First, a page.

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Adam Henson: saluting those unsung farming heroes who touch the lives of so many

PUBLISHED: 09:00 13 July 2015

Archant

Britain’s farmers are an amazing lot. They come in all shapes and sizes, from every age group and all types of backgrounds. But what connects them all is the incredible lengths they will go to in the name of farming and to support their local communities.

I’ve always known there were some remarkable people out there, but it really hit home when we launched our search for the Countryfile Farming Hero Award. We wanted to find an exceptional and inspirational man or woman; the sort of person you can’t help but look up to and who would do anything for their family, friends or colleagues.

Well it’s fair to say that the response from the viewers was really heart-warming. We were sent the names of more than 800 people who had touched the lives of others. It was my job to get the mountain of nominations down to a shortlist of just three with the help of my fellow judges; Charlotte Smith from Countryfile and Radio 4’s Farming Today programme and the livestock and arable farmer Mike Gooding.

We were all impressed by the story of Robert Bertram, a 68-year-old shepherd who lives and works in the Northumberland National Park. In January he saved the life of his neighbour, Mark, who had been involved in an accident on his quad bike when it overturned on a snow covered mountainside.

Worried that he hadn’t returned, Robert set off on a search through blizzard conditions until he found Mark, badly injured but still breathing.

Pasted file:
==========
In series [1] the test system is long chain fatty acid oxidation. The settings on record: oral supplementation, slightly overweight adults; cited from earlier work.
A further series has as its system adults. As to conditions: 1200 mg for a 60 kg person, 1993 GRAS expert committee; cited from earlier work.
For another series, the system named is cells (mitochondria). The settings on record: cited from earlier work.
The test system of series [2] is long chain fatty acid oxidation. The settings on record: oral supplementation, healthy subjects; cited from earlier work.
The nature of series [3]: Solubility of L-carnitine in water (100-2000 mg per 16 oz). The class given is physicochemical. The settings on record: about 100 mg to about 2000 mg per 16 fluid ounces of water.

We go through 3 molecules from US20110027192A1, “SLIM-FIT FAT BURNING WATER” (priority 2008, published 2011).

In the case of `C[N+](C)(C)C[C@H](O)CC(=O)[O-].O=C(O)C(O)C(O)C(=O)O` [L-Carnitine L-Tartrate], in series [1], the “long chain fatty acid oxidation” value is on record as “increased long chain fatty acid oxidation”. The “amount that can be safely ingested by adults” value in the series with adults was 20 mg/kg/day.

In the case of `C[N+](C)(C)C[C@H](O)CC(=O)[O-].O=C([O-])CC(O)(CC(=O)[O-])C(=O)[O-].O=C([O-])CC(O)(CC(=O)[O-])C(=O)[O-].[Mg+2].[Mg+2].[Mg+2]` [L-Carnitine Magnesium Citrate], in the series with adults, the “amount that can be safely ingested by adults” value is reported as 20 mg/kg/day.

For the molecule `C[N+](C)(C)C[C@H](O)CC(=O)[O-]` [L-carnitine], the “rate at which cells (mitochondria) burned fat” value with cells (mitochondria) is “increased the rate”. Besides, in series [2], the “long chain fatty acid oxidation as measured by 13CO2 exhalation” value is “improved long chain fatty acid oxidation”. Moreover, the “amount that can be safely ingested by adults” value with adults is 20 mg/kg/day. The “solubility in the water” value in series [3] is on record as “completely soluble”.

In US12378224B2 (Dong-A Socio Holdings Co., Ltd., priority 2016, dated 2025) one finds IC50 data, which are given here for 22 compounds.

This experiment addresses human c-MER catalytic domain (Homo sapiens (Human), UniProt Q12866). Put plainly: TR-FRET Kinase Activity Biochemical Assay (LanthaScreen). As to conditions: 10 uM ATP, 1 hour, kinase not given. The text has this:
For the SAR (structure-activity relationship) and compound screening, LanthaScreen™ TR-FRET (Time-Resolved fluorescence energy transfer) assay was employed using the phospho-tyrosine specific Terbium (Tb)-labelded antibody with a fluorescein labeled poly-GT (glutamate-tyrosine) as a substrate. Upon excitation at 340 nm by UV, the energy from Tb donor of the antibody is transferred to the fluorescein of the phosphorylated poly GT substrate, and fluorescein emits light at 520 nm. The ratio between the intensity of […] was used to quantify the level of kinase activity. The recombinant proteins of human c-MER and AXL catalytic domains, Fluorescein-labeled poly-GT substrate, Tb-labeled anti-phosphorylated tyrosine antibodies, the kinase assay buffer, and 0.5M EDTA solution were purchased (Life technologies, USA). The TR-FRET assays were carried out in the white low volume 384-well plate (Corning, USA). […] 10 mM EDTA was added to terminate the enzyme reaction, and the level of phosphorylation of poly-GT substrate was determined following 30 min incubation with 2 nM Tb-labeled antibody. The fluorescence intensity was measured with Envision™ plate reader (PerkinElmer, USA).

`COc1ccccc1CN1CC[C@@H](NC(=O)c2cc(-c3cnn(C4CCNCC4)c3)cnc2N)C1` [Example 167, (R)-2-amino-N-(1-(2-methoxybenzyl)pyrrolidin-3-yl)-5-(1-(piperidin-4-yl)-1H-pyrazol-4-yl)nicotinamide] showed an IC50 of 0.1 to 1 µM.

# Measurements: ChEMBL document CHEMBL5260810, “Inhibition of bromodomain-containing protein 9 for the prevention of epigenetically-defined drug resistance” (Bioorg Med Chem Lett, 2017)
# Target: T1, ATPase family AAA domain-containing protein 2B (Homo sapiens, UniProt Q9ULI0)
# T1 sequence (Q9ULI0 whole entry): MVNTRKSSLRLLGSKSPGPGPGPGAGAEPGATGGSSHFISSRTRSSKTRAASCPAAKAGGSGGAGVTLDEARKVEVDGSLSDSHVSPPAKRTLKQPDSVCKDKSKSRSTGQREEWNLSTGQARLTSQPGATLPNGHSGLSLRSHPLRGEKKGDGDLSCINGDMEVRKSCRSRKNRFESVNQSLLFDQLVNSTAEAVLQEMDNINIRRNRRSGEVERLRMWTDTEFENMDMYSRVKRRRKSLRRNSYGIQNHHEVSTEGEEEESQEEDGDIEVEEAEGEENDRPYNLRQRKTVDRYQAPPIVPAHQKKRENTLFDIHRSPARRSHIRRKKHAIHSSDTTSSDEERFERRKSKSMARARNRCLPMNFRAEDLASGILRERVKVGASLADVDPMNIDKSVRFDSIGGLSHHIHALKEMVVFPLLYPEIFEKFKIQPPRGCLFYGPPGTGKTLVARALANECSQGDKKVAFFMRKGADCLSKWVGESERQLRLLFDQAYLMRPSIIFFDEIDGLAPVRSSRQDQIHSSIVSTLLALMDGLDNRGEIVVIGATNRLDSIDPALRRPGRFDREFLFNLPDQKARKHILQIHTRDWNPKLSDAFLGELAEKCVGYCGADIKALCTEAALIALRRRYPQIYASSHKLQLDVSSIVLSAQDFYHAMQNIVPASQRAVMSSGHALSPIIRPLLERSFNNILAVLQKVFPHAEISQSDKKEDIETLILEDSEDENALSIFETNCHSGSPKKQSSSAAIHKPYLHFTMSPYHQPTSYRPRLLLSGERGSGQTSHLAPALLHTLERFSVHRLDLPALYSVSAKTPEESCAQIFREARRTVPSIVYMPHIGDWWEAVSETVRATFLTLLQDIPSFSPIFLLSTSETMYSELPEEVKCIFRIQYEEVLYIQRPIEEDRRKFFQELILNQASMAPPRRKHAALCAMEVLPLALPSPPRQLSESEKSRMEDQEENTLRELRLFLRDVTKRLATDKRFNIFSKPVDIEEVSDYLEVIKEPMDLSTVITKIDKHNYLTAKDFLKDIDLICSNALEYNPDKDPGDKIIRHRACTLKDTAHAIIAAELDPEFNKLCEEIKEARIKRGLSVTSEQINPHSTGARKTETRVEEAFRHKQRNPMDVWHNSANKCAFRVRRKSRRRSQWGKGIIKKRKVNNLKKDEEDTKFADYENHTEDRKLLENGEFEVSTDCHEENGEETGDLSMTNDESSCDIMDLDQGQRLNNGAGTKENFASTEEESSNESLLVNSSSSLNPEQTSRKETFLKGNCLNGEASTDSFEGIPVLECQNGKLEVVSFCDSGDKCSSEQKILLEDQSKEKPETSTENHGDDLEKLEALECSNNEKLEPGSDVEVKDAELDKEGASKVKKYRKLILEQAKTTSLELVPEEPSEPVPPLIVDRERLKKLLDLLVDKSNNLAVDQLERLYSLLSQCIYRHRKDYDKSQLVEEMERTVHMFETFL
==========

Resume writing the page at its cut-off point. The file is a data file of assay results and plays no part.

One of the most moving stories we heard was about 17-year-old Cameron Hendry from Perthshire. On Christmas Day last year his dad, David, collapsed and died from an undiagnosed heart condition. Without a second thought for himself, Cameron stepped in to take over the running of the family farm and support his mum and his younger brother.

But after a lot of soul searching we finally decided on a winner; a truly remarkable lady called Joan Bomford. At the age of 82 she’s still a bundle of energy and can be found hard at work every day on her Worcestershire beef farm. Her real passion is her horses and over the years she has taught more than 2,000 people to ride, including many disabled people. She’s also staged numerous equestrian events, raised money for charity and even hosted her local agricultural show when it faced closure. Joan bowled us all over with her zest for life and in the words of the lady herself: “It’s a waste of time to sit around and do nothing, so make the most of it”. 


I don’t think you could find a more fitting motto to live by.

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